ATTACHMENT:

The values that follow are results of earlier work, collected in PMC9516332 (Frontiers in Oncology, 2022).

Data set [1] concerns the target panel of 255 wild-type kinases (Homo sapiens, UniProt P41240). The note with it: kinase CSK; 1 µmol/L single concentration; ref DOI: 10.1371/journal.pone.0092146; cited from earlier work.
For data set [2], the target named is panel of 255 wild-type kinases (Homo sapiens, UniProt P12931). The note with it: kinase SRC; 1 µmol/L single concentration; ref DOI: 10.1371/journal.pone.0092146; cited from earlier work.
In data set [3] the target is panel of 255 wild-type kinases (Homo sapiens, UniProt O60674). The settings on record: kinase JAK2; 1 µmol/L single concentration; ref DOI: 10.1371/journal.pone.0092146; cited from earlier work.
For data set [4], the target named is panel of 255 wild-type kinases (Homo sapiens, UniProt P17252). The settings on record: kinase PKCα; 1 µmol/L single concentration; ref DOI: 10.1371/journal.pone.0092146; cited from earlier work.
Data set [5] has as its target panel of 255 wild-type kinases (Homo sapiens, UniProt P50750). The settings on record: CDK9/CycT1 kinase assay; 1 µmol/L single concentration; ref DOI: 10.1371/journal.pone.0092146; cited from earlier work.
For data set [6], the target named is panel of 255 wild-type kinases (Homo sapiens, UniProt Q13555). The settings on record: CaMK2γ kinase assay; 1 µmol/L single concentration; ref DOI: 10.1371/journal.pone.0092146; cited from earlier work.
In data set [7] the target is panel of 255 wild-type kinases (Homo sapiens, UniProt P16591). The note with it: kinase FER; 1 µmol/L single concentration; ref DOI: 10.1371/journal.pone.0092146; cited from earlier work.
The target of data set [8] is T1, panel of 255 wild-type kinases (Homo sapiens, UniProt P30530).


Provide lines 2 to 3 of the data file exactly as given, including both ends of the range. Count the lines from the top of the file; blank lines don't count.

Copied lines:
Data set [1] concerns the target panel of 255 wild-type kinases (Homo sapiens, UniProt P41240). The note with it: kinase CSK; 1 µmol/L single concentration; ref DOI: 10.1371/journal.pone.0092146; cited from earlier work.
For data set [2], the target named is panel of 255 wild-type kinases (Homo sapiens, UniProt P12931). The note with it: kinase SRC; 1 µmol/L single concentration; ref DOI: 10.1371/journal.pone.0092146; cited from earlier work.